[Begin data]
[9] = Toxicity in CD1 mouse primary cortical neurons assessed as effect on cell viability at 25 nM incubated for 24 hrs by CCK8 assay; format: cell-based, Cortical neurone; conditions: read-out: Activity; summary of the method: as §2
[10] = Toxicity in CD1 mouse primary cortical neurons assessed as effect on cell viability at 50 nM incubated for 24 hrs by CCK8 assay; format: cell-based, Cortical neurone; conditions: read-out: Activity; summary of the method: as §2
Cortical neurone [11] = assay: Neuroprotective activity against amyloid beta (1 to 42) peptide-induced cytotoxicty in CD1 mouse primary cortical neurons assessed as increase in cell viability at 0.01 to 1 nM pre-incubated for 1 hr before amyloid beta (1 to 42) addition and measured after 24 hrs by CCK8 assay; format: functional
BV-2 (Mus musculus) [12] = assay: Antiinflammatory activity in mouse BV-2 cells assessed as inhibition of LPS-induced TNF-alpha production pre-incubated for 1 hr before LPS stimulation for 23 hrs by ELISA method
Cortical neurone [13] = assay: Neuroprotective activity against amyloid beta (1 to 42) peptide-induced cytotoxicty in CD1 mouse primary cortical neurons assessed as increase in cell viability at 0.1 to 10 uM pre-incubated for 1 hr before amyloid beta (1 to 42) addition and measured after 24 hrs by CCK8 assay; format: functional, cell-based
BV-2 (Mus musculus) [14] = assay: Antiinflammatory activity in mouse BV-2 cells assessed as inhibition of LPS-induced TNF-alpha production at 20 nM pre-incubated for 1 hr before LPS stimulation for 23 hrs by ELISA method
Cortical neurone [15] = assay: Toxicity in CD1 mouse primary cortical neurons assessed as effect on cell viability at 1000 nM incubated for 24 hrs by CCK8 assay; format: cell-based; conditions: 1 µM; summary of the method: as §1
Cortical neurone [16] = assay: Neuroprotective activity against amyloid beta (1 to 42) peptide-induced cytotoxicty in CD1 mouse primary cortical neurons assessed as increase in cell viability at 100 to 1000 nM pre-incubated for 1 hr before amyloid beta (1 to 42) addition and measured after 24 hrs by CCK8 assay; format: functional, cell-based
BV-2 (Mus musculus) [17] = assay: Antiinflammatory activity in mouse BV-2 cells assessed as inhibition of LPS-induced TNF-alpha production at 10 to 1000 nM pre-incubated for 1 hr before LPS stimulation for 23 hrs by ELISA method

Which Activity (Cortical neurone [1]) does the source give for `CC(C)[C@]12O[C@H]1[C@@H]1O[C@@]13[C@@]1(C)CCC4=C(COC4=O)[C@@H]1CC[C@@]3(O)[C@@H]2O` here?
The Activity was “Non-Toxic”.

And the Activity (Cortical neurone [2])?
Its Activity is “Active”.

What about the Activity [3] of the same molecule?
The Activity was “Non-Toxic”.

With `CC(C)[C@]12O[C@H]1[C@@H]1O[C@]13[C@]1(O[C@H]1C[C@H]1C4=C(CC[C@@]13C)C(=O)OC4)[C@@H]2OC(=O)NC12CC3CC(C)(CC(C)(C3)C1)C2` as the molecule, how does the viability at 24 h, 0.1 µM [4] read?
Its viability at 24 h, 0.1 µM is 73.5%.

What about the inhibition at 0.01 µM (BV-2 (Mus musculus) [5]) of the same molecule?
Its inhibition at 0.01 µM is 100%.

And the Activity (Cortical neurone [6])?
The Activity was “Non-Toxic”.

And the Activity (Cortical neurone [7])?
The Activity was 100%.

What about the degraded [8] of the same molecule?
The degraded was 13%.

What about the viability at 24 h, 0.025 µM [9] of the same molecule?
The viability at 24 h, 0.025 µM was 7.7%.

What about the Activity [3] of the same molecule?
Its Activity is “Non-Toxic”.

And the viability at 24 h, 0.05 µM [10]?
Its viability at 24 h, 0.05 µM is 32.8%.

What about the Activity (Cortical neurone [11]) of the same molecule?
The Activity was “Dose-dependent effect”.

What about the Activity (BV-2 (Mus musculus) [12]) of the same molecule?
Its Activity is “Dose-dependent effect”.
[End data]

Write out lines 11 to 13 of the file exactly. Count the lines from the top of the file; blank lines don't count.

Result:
The Activity was “Non-Toxic”.

And the Activity (Cortical neurone [2])?
Its Activity is “Active”.